The racing game genre has never sat well with me. Every year, I wish for a racing game that will stretch my imagination and let me create my own high-adrenaline experiences. I am not a fan of realistic racing games, so it is hard for me to find the perfect game in this mediocre genre. I never get an adrenaline rush whenever I play a realistic racing game. Instead, it feels like I am driving in circles with no extra value tacked on. I may be able to side swipe a car or T-bone them, but it still does not live up to the unrealistic racing games I truly love.
There are three upcoming racing games that stand out from the rest: Mario Kart 8, Burnout, and Need for Speed Rivals. The game qualities that stand out compared to series like Forza and Gran Turismo include the more unrealistic speeds, crashes and nostalgic value, all of which persuade me to buy Mario Kart 8 or Need for Speed Rivals as my next racing game.
It’s-A Me, Mario!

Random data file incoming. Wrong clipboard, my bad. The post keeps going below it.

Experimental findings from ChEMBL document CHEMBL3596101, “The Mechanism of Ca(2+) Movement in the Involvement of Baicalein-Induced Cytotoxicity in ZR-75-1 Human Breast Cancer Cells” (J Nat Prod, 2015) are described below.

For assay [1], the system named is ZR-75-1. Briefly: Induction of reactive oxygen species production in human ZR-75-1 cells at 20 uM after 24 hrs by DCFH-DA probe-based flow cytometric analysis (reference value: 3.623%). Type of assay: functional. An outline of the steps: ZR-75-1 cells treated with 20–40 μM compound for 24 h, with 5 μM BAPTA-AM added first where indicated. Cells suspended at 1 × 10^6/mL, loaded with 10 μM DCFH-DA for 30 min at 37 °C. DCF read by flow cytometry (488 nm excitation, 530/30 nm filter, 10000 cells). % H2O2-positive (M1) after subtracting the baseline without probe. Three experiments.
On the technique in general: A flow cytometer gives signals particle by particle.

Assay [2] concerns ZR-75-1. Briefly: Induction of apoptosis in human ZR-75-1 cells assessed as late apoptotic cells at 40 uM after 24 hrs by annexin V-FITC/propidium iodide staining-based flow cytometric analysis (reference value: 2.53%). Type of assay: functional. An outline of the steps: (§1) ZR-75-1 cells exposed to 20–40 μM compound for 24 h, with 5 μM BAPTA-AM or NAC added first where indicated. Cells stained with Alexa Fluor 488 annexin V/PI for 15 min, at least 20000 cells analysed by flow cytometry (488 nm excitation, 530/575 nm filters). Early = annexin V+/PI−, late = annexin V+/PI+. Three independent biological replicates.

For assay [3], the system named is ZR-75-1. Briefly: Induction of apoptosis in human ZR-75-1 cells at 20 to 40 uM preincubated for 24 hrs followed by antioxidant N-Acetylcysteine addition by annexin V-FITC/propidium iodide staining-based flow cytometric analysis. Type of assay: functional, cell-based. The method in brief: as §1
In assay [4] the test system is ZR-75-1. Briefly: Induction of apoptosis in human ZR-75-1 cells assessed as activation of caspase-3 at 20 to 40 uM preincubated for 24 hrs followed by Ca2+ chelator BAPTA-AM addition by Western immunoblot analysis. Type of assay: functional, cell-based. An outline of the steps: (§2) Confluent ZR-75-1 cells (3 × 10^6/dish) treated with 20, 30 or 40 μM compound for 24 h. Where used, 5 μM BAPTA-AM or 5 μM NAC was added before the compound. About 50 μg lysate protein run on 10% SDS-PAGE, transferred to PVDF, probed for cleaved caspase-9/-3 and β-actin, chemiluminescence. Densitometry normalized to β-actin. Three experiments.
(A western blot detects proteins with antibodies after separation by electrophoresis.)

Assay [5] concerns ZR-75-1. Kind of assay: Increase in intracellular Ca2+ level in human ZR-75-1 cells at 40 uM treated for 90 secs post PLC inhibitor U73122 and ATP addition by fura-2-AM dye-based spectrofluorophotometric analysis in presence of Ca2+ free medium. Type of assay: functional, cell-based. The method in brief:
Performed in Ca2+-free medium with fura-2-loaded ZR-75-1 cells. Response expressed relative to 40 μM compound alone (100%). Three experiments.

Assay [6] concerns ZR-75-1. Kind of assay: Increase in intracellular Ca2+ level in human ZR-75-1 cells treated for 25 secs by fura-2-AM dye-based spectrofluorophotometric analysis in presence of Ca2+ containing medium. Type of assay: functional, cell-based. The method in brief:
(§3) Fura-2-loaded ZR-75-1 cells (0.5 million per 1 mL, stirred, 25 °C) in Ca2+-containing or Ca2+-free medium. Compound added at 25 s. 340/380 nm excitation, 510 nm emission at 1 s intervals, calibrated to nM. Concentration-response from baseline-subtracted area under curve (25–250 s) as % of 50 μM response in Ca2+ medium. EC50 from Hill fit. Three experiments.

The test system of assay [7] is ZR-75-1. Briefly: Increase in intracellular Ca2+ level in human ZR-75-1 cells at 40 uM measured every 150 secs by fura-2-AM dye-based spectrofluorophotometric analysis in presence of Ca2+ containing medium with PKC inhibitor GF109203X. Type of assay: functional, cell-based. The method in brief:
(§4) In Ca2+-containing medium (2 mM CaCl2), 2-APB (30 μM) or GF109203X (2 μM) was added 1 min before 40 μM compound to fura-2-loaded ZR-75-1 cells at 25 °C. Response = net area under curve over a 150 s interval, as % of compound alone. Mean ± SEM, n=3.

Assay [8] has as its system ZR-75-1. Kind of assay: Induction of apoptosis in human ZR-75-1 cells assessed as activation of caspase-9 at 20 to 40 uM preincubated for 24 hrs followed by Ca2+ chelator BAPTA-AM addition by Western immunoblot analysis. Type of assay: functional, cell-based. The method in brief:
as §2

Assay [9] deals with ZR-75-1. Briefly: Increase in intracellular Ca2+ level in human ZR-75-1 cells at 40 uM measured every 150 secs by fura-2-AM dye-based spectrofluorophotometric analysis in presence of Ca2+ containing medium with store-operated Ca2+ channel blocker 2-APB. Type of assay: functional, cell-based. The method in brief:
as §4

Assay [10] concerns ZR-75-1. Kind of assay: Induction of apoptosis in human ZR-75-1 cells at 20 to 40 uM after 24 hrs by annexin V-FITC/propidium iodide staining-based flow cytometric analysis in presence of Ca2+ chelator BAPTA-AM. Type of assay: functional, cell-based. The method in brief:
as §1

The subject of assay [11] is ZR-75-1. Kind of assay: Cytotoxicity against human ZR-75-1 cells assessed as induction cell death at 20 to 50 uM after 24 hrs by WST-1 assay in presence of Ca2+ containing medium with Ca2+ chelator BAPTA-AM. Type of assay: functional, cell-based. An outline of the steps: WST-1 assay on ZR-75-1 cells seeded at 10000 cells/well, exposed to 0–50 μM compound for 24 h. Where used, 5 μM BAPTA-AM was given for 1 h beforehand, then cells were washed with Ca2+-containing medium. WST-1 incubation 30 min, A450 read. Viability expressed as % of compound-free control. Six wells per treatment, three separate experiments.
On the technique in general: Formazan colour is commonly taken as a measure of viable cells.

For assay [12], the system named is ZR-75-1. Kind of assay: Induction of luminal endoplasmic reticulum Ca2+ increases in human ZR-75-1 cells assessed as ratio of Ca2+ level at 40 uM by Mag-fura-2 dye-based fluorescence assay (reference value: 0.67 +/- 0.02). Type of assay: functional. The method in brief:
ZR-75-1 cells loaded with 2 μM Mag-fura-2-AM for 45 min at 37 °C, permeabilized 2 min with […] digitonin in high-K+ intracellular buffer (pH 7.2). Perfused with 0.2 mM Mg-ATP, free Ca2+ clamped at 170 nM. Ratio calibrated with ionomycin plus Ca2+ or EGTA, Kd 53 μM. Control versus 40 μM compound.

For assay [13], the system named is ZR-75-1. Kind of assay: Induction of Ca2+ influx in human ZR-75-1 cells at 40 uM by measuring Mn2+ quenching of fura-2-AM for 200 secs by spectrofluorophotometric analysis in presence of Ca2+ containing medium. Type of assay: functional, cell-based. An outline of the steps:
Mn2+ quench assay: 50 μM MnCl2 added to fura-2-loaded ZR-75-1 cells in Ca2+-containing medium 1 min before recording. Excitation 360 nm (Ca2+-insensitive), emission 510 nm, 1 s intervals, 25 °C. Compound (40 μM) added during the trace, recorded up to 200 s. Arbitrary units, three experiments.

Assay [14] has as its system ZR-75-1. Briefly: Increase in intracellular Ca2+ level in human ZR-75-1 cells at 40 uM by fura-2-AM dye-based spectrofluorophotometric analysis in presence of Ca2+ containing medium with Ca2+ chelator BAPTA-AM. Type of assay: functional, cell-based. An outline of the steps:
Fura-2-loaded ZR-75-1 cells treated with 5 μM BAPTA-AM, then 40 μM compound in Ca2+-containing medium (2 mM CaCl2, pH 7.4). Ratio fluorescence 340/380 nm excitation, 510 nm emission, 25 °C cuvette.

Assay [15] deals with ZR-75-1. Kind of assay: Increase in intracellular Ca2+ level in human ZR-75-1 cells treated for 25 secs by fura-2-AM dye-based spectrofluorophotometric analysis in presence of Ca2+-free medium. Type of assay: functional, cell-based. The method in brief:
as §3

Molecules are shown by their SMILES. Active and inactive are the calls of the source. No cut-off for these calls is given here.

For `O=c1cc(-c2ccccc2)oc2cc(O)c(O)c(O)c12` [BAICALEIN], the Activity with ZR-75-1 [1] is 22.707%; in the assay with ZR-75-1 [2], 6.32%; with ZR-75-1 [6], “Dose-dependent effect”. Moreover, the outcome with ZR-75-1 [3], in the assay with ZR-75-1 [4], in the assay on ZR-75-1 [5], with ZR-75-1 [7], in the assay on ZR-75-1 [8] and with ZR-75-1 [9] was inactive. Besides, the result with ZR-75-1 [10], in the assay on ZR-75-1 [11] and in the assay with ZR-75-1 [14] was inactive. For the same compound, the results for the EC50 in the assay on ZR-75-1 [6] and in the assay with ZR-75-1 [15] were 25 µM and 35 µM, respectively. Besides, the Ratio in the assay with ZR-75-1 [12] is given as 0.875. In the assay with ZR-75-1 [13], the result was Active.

My very first racing game was Super Mario Kart; that game was incredible. To this day, it is still my favorite Mario Kart game in its long-running series. My racer of choice was always Yoshi. I have no idea why, but I always felt like he went faster than the other racers. The game had 3 cups to race in, the Mushroom, Flower and Star, with an unlockable cup called the Special cup. With each cup came three different speeds, 50cc, 100cc and 150cc. To give you an idea of what each speed is like, think of 50cc as your average turtle Olympics, while 150cc is a speed that could technically break your neck in real life. Also, the fact that different items and weapons could be used in this game made it even better. I remember perfectly when I threw red and green shells at racers to throw them off the track, which always turned the entire race around. Even more satisfying for me was when I used the mushroom item, which acts like a speed boost, right at the end of the race so I could move up to first place instead of second. This game entertained me for possibly hundreds of hours over the years I played it.